1. Make the case for a Workplace Experience approach: Given everything you have on your plate, your time is precious and prioritising Workplace Experience could mean your manager will need to accept tradeoffs. You should aim to secure your manager’s agreement for you to at least investigate what it would take to achieve quick wins with a design thinking approach.
2. Plan your first two stages: Design thinking is iterative and your process might not follow the five stages perfectly linearly, but it will help achieve your goal if you start out with a general plan and timeline for the first two stages. Successful transformations typically deliver 57 percent of value within six months (McKinsey, 20231), so you should aim to demonstrate significant value within that time frame.
a. Empathise - How will you deeply understand your site users? How long will this take?
b. Define - Who will work with you to define your users needs and problems? How much time will you allow?
3. Identify obstacles for the next three stages: It’s unlikely you’ll be able to identify all the obstacles before you start, but it’s worth trying. Companies that take the time to identify the barriers and take action to remove these obstacles before they start are four times more likely to rate their change programs as a success (McKinsey, 2023).
a. Ideate - How much time will you allow for going wide in your idea generating, then selecting options? Which design thinking techniques will you use? Will this happen in workshops? Who would you like to be involved?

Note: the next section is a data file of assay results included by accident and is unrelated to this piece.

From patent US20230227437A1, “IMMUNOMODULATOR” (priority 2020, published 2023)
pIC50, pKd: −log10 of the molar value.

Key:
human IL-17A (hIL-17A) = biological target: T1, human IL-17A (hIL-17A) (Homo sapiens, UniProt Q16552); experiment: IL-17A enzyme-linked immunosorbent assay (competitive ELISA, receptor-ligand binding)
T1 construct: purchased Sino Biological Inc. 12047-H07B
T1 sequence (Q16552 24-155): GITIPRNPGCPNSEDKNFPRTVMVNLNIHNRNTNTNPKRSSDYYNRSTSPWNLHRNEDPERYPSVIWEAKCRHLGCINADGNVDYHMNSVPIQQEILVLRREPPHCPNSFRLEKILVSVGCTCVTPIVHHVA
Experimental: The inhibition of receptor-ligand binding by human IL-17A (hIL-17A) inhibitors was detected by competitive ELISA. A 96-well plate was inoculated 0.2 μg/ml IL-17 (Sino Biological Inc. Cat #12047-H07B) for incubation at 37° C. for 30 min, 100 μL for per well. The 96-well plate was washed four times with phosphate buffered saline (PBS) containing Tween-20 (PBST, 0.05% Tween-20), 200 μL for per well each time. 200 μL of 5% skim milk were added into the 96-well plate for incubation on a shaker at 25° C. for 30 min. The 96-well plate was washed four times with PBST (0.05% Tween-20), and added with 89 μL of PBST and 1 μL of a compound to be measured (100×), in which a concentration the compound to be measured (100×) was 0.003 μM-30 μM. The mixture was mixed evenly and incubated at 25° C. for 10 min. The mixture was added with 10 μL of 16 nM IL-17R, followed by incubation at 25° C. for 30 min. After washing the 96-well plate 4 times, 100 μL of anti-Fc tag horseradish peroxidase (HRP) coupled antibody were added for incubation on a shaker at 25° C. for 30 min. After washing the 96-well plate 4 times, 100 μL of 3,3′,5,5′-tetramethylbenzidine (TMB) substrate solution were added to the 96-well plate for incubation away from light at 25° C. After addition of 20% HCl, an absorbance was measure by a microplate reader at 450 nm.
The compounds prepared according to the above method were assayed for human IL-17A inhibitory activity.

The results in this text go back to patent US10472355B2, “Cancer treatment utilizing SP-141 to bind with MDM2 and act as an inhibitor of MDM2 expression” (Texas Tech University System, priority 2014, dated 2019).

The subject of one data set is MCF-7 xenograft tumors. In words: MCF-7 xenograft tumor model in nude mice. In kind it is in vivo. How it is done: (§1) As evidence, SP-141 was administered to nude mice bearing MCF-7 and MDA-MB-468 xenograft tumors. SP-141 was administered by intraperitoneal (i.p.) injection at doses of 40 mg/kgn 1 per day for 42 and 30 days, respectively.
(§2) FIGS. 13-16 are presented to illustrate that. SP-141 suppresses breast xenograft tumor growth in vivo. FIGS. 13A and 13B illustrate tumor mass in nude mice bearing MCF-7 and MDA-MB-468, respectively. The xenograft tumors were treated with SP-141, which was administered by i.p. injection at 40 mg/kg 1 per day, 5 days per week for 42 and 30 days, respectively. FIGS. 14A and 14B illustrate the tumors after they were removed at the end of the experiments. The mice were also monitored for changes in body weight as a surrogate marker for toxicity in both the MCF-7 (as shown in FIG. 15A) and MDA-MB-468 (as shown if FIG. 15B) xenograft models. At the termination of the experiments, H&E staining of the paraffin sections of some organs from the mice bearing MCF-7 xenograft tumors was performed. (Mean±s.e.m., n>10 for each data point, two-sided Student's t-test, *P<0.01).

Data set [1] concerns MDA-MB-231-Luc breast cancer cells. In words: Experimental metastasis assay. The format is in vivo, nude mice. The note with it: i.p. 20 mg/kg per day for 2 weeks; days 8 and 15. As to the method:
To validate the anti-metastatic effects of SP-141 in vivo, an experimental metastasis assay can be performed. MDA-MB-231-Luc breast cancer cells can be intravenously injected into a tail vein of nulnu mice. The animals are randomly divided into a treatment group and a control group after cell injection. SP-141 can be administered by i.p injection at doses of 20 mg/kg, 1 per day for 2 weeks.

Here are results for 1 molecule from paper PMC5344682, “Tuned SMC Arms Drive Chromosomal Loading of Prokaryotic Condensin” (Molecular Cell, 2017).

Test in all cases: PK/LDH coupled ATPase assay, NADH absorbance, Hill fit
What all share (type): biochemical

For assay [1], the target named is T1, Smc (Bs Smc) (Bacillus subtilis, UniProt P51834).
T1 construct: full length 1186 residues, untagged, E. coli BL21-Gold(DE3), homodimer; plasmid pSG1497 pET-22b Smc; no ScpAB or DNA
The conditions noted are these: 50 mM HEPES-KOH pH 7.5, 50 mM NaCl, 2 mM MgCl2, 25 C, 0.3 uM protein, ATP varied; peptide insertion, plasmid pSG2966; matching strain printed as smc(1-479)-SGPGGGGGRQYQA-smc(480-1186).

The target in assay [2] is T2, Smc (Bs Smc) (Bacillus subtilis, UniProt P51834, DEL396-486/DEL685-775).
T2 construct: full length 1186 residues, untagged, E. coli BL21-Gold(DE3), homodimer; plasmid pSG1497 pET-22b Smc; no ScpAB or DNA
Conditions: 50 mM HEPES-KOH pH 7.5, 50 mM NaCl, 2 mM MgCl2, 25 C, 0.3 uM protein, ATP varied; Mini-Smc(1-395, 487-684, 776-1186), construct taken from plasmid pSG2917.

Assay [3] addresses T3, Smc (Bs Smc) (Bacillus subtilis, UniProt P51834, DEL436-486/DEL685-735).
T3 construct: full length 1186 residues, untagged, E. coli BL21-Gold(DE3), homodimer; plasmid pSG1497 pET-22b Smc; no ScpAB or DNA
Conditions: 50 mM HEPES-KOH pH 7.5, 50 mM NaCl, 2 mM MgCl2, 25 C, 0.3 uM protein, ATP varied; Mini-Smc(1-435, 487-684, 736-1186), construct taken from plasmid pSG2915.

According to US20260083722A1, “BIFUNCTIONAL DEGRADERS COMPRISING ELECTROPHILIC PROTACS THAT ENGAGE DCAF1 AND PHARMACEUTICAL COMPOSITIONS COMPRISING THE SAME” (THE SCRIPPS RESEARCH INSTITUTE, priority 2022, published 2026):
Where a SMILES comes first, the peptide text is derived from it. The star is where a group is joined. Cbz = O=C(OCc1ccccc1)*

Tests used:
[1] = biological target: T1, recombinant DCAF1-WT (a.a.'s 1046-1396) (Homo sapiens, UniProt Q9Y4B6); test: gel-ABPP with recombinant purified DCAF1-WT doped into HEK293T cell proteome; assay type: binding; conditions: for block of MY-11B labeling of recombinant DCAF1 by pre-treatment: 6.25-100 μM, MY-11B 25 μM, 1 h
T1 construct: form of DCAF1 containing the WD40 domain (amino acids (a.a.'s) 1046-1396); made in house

b. Prototype - How much time could you give to developing an early, inexpensive, and scaled down version of the option? Will you have budget to draw on?
c. Test - Who will you need to give approval for some of your possible prototypes? How can you and/or your manager prepare them for this possibility?
4. Reduce your obstacles: Follow up on what you have identified by considering:
a. How can we create early wins?
b. Who recognises that the status quo isn’t working? Could HR be a useful point of contact? Who could influence senior workplace decision makers on our behalf?
c. How could we turn fear of the unknown into curiosity, with prompts like ‘What if we could…’ and ‘What if…’?
d. Where does our organisation already have user-centred technology, or customer focused product or service design? How could we link with that existing approach?
e. How will we build design thinking capability so that people understand why the rules of the game have changed?
5. Let’s go! You’re ready. Keep your users front and centre. View the problem through their eyes and you’ll be able to deliver a frictionless, engaging Workplace Experience that keeps people coming back.
Ⓒ Copyright 2023
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